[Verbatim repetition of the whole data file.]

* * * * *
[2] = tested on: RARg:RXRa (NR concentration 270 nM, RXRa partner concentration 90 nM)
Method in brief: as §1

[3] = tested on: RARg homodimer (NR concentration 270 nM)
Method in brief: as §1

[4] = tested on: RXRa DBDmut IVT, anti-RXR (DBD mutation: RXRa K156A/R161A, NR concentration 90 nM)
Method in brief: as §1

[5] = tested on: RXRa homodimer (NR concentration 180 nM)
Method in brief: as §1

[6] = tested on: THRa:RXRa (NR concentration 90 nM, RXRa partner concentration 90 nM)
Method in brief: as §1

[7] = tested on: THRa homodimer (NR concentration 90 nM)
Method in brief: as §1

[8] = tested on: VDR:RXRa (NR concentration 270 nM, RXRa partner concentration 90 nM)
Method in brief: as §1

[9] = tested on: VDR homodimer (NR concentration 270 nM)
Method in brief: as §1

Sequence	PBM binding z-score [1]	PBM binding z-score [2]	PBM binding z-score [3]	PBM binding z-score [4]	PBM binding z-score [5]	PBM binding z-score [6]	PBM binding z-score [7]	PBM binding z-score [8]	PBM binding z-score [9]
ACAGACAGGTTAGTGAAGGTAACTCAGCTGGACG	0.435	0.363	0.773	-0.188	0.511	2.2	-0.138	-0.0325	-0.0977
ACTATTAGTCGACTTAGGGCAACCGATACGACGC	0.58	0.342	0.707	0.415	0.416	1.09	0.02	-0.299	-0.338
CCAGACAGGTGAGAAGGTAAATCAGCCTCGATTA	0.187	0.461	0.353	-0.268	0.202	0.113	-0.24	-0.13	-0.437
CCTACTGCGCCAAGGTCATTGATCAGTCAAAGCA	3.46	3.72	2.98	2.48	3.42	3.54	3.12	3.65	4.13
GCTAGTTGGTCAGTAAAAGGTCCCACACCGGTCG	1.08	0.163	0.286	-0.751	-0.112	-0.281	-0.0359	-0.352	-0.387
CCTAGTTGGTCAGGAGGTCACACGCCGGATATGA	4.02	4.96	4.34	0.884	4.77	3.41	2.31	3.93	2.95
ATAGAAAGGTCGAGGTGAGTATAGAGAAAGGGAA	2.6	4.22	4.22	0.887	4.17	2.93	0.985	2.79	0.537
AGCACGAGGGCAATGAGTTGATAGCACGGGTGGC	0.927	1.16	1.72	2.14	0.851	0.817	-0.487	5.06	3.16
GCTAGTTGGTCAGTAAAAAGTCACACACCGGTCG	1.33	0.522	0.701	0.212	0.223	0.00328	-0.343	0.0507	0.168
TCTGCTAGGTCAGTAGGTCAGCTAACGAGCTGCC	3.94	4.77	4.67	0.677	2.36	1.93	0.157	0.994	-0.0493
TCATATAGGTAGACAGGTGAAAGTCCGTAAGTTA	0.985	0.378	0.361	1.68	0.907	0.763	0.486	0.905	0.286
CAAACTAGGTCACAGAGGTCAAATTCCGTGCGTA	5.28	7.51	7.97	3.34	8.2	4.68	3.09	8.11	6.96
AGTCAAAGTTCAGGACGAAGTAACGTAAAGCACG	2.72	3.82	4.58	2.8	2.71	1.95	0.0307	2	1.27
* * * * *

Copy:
[2] = tested on: RARg:RXRa (NR concentration 270 nM, RXRa partner concentration 90 nM)
Method in brief: as §1

[3] = tested on: RARg homodimer (NR concentration 270 nM)
Method in brief: as §1

[4] = tested on: RXRa DBDmut IVT, anti-RXR (DBD mutation: RXRa K156A/R161A, NR concentration 90 nM)
Method in brief: as §1

[5] = tested on: RXRa homodimer (NR concentration 180 nM)
Method in brief: as §1

[6] = tested on: THRa:RXRa (NR concentration 90 nM, RXRa partner concentration 90 nM)
Method in brief: as §1

[7] = tested on: THRa homodimer (NR concentration 90 nM)
Method in brief: as §1

[8] = tested on: VDR:RXRa (NR concentration 270 nM, RXRa partner concentration 90 nM)
Method in brief: as §1

[9] = tested on: VDR homodimer (NR concentration 270 nM)
Method in brief: as §1

Sequence	PBM binding z-score [1]	PBM binding z-score [2]	PBM binding z-score [3]	PBM binding z-score [4]	PBM binding z-score [5]	PBM binding z-score [6]	PBM binding z-score [7]	PBM binding z-score [8]	PBM binding z-score [9]
ACAGACAGGTTAGTGAAGGTAACTCAGCTGGACG	0.435	0.363	0.773	-0.188	0.511	2.2	-0.138	-0.0325	-0.0977
ACTATTAGTCGACTTAGGGCAACCGATACGACGC	0.58	0.342	0.707	0.415	0.416	1.09	0.02	-0.299	-0.338
CCAGACAGGTGAGAAGGTAAATCAGCCTCGATTA	0.187	0.461	0.353	-0.268	0.202	0.113	-0.24	-0.13	-0.437
CCTACTGCGCCAAGGTCATTGATCAGTCAAAGCA	3.46	3.72	2.98	2.48	3.42	3.54	3.12	3.65	4.13
GCTAGTTGGTCAGTAAAAGGTCCCACACCGGTCG	1.08	0.163	0.286	-0.751	-0.112	-0.281	-0.0359	-0.352	-0.387
CCTAGTTGGTCAGGAGGTCACACGCCGGATATGA	4.02	4.96	4.34	0.884	4.77	3.41	2.31	3.93	2.95
ATAGAAAGGTCGAGGTGAGTATAGAGAAAGGGAA	2.6	4.22	4.22	0.887	4.17	2.93	0.985	2.79	0.537
AGCACGAGGGCAATGAGTTGATAGCACGGGTGGC	0.927	1.16	1.72	2.14	0.851	0.817	-0.487	5.06	3.16
GCTAGTTGGTCAGTAAAAAGTCACACACCGGTCG	1.33	0.522	0.701	0.212	0.223	0.00328	-0.343	0.0507	0.168
TCTGCTAGGTCAGTAGGTCAGCTAACGAGCTGCC	3.94	4.77	4.67	0.677	2.36	1.93	0.157	0.994	-0.0493
TCATATAGGTAGACAGGTGAAAGTCCGTAAGTTA	0.985	0.378	0.361	1.68	0.907	0.763	0.486	0.905	0.286
CAAACTAGGTCACAGAGGTCAAATTCCGTGCGTA	5.28	7.51	7.97	3.34	8.2	4.68	3.09	8.11	6.96
AGTCAAAGTTCAGGACGAAGTAACGTAAAGCACG	2.72	3.82	4.58	2.8	2.71	1.95	0.0307	2	1.27